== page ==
Honesdale shelter beckons the homeless
While he admits that many church members and community members pitch in to help make the shelter program happen, “It’s not really so hard to do this,” he adds. “The building has to be heated, the electricity is on, why not use this space for people who need it?” he asks. This was exactly the conversation he and his wife, Susan, were having three years ago when the idea for the shelter came up. They knew about similar shelters in the Lehigh Valley, and to them, it just seemed like the right thing to do. They started with a few fold-out cots and some sleeping bags. Since then, they’ve accumulated a nice supply of other materials.
Everyone who comes gets a small pre-packed plastic bag with a bar of soap, a tooth brush and paste. There’s a tall storage shelf with pillows and towels and other necessary supplies.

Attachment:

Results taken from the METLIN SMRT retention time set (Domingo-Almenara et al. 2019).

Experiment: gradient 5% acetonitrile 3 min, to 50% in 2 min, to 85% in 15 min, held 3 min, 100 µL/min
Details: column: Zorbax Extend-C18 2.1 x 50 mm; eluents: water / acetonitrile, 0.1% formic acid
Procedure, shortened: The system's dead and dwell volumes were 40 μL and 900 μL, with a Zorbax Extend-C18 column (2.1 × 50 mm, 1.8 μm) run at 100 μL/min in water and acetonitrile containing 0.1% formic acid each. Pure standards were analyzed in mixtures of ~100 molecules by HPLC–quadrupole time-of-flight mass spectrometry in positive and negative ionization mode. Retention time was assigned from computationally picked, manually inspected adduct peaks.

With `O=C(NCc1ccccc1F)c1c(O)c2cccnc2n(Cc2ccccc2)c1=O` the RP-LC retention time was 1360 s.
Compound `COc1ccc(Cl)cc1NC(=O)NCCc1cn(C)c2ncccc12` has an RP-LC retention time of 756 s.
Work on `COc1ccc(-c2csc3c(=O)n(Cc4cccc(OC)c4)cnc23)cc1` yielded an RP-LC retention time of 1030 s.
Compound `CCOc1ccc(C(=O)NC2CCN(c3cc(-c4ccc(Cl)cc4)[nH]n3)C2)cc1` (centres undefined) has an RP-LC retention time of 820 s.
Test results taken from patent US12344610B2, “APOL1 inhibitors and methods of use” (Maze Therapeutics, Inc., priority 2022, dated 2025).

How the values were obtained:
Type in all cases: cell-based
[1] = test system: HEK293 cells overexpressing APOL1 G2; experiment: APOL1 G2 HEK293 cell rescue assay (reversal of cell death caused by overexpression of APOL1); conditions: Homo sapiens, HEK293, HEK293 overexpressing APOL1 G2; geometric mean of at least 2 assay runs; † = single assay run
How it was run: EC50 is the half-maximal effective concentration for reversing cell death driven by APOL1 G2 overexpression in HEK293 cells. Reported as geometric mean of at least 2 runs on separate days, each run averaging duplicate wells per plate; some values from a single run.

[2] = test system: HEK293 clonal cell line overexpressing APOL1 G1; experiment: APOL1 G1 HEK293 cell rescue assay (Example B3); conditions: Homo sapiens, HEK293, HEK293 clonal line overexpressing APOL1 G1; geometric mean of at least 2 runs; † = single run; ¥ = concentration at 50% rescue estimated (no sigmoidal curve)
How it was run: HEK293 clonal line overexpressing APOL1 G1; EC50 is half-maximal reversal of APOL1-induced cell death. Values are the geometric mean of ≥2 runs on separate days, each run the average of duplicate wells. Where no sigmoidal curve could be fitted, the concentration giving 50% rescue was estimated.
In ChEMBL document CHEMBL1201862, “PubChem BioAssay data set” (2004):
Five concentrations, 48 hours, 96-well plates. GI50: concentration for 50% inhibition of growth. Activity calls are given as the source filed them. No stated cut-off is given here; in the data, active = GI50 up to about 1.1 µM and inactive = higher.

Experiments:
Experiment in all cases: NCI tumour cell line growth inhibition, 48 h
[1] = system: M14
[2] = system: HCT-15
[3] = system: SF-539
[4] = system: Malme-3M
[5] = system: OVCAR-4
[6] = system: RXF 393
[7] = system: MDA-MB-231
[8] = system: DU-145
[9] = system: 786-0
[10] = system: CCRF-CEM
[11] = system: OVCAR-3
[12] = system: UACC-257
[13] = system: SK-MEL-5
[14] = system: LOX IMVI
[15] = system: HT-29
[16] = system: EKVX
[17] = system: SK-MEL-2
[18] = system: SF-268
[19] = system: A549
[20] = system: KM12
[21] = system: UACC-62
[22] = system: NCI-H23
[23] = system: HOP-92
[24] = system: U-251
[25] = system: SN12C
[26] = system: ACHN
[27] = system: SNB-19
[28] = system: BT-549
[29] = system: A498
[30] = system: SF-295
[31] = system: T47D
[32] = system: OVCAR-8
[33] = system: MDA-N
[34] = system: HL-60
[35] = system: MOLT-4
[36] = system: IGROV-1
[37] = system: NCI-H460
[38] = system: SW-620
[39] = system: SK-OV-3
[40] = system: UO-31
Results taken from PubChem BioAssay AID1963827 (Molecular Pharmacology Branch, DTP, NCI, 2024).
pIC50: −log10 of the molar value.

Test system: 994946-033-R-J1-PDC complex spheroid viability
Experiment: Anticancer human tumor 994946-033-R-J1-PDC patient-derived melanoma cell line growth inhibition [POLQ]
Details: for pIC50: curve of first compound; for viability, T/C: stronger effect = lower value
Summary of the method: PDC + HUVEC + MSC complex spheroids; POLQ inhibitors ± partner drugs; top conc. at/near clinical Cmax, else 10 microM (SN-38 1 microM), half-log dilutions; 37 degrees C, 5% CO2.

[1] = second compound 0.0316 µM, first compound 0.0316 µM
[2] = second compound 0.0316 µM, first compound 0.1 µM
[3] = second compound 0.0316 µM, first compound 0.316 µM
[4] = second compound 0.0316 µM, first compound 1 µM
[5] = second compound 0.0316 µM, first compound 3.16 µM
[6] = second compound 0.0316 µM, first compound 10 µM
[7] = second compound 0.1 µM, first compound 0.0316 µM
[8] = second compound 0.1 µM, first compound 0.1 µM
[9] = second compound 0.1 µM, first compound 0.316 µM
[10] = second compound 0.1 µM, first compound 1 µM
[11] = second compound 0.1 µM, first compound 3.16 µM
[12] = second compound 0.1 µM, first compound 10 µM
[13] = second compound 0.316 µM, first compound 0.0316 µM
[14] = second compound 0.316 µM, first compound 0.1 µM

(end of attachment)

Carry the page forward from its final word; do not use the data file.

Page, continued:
In the big open room, there’s place for men on one side and women on the other, with a row of chairs and tables down the middle. Lights are turned out at 10 p.m., but Fr. Erb remarks how people who spend their days wandering the streets or going from one warm place to another to sit and get warm, are usually tired and ready for sleep.
Fr. Erb works with other agencies and organizations in town to help the homeless. Partners in this community-wide safety net also include the county’s emergency services department, the Department of Behavioral and Developmental Services, the Area Agency on Aging, Victims’ Intervention Program, the borough’s police department, Wayne Memorial Hospital’s emergency room and security staff, Trehab and other social service organizations. Anyone who needs shelter, or anyone who knows someone who needs shelter can call any of these agencies or organizations. Fr. Erb also freely gives out his phone number, 570/241-2685.
By week’s end, just two homeless people had come to Grace Church to spend the night, which concerns Fr. Erb because he knows there are other people out there who need shelter.
Caring for others, he says, “is what we’re called to do.” And then he adds, “You know it’s not so hard for someone to lose a job, or lose their house,” he observed. “It’s the idea that there but for the grace of God, go I.”